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In re Kupfer

United States District Court, N.D. California

August 26, 2014

In re KUPFER; KUPFER, et al., Appellants,
v.
SALMA, et al., Appellees

Page 813

For Konstantin Kupfer, Debtor, Margarita Kupfer, Debtor, Appellants: Iain A. Macdonald, LEAD ATTORNEY, Macdonald | Fernandez LLP, San Francisco, CA; Matthew Jon Olson, Macdonald Fernandez LLP, San Francisco, CA; Merle Cooper Meyers, Meyers Law Group, PC, San Francisco, CA; Reno F.R. Fernandez, III, Macdonald Fernandez, San Francisco, CA United State.

For Karim Salma, Creditor, Roberta Salma, Creditor: as Trustees of the Salma Family Trust, Lindsey S. Bruel, Creditor, Riyad R. Salma, Creditor, Miscellaneous: Merle Cooper Meyers, LEAD ATTORNEY, Meyers Law Group, PC, San Francisco, CA; Michele Thompson, LEAD ATTORNEY, Meyers Law Group, P.C., San Francisco, CA; Philip Sochet Keith, LEAD ATTORNEY, Attorney at Law, San Francisco, CA.

For Laith K. Salma, Creditor, Miscellaneous: Merle Cooper Meyers, Meyers Law Group, PC, San Francisco, CA.

Judge Dennis Montali, Miscellaneous, Pro se, San Francisco, CA.

USBC Manager-San Francisco, Miscellaneous, Pro se, San Francisco, CA.

Page 814

ORDER AFFIRMING BANKRUPTCY COURT'S ORDER

Re: Dkt. No. 1

WILLIAM H. ORRICK, United States District Judge.

INTRODUCTION

This bankruptcy appeal raises the question of the extent to which attorney's fees and costs awarded against the Debtors, Konstantin and Margarita Kupfer, in a pre-petition arbitration proceeding that established the Debtors' obligation to Creditors for the breach of two leases are subject to the Bankruptcy Code's cap on claims by creditors for damages resulting from the termination of a lease.[1] The Hon. Dennis Montali of the United States Bankruptcy Court determined that the fees and costs are not capped. I agree -- the fees and costs are collateral damages. The order of the Bankruptcy Court is AFFIRMED.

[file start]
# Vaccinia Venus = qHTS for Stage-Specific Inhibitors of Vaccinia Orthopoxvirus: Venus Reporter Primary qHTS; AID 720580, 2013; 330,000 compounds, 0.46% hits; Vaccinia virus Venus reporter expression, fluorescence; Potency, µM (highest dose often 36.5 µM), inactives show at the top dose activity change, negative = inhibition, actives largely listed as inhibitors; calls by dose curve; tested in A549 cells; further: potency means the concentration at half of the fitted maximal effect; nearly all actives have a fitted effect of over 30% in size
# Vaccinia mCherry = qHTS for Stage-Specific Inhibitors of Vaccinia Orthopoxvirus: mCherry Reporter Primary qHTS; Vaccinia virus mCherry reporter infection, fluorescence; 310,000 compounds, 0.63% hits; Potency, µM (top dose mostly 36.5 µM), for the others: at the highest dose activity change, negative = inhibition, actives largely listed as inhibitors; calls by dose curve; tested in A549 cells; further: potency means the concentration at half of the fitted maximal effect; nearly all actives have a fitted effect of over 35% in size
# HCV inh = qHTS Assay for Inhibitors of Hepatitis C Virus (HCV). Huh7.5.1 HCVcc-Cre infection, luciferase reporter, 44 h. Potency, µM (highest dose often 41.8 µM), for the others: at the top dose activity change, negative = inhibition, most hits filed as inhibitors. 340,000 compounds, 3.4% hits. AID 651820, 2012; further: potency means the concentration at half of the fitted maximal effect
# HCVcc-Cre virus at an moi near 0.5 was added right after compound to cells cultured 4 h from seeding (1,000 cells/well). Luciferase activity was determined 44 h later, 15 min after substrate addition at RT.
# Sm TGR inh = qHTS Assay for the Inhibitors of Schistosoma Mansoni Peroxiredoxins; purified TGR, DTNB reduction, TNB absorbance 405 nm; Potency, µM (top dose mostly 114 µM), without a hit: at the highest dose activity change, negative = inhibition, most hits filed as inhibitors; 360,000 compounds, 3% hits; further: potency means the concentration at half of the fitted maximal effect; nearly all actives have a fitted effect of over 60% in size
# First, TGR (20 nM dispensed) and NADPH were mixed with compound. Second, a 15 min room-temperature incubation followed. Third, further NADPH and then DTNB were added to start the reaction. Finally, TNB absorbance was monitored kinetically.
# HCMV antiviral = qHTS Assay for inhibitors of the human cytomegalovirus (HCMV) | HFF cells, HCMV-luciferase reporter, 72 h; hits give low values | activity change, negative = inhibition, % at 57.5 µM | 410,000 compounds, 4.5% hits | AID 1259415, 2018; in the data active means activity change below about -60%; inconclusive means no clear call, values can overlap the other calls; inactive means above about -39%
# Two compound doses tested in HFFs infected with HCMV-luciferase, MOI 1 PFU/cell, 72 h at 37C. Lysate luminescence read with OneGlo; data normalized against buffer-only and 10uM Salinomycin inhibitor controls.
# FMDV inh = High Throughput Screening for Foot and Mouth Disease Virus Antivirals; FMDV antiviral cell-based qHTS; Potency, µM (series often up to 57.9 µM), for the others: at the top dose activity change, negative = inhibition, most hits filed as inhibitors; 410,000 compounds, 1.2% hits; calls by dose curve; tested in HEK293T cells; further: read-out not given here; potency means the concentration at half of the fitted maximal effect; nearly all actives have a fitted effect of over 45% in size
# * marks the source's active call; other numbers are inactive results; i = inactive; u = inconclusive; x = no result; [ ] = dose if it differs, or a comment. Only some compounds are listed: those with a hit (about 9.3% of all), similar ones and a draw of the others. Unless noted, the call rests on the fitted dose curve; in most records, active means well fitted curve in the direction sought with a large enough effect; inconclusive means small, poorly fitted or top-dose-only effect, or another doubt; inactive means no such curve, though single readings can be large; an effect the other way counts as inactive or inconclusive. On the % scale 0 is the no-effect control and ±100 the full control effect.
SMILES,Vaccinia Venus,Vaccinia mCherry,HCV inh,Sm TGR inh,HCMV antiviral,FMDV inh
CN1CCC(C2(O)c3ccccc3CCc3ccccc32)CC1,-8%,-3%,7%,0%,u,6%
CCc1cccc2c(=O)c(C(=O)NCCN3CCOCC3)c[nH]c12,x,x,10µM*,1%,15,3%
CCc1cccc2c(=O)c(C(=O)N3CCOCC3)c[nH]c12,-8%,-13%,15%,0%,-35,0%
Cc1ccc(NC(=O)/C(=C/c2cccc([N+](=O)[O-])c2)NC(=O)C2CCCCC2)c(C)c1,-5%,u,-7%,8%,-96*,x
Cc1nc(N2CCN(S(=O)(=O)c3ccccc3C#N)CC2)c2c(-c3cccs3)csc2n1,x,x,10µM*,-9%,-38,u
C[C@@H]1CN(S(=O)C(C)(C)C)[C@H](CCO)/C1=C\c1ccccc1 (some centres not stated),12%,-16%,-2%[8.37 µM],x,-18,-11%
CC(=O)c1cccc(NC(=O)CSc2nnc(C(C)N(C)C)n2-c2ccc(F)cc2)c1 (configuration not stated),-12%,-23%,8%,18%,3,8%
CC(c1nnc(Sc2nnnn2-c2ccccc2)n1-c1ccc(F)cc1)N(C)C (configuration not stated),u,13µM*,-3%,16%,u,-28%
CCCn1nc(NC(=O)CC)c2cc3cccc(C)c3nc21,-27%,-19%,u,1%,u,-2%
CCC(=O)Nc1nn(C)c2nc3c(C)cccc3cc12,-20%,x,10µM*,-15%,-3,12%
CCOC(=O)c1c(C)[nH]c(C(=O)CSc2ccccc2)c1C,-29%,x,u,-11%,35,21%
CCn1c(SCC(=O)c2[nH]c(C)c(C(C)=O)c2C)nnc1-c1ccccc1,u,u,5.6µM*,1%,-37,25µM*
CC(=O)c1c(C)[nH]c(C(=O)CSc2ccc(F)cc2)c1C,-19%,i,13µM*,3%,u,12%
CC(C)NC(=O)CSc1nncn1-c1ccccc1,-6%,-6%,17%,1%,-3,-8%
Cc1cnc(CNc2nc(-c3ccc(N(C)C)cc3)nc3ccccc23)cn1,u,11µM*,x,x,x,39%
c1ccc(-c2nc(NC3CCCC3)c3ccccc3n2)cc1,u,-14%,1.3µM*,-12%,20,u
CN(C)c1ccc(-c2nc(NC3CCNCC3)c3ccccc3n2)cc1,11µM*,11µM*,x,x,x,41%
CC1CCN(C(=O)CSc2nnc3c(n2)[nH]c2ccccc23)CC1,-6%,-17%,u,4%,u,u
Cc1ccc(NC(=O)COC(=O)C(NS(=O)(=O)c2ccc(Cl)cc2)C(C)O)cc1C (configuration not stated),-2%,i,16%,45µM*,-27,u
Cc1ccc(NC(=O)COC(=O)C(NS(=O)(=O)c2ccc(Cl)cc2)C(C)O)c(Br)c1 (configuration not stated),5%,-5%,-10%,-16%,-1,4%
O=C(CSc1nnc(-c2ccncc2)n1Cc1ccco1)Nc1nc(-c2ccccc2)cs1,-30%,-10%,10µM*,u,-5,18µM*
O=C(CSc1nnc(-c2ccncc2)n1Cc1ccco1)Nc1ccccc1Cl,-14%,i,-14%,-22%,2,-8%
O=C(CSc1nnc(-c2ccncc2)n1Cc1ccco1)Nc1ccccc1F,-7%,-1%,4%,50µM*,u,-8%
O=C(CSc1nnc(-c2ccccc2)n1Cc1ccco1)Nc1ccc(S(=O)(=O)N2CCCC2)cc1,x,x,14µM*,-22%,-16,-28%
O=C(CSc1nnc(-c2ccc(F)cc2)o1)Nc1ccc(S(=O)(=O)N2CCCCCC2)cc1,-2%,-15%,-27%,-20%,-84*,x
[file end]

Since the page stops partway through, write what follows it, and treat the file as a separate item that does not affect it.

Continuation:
BACKGROUND

The facts of this case are not in dispute. The Debtors were tenants of the Creditors under two separate commercial leases for property located at 1375-1395 Burlingame Avenue, Burlingame, California. Excerpts of Record (" E.R." ), Dkt. No. 7-1, 35. The Debtors defaulted on each lease at different times prior to their bankruptcy petition. E.R. 39-41.

I. PRE-PETITION

A. Suite 106

The Debtors--at that time, the tenants--entered a 10-year lease for Suite 106 in March 2008. E.R. 35. They took possession on May 20, 2008. Id. In September 2009, they stopped paying the minimum

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rent due, thereby breaching the lease. E.R. 40. However, the Debtors continued to occupy the property. Id. The Creditors--at that time, the landlords--commenced an action for unlawful detainer on March 14, 2011. E.R. 36. The Debtors then filed counterclaims for breach of contract, constructive eviction, negligent interference with contract, nuisance, and other causes of action. Id. The parties later stipulated to a move-out date of May 2, 2011, and brought their disputes to arbitration under the lease's binding arbitration procedure. E.R. 36, 83-85.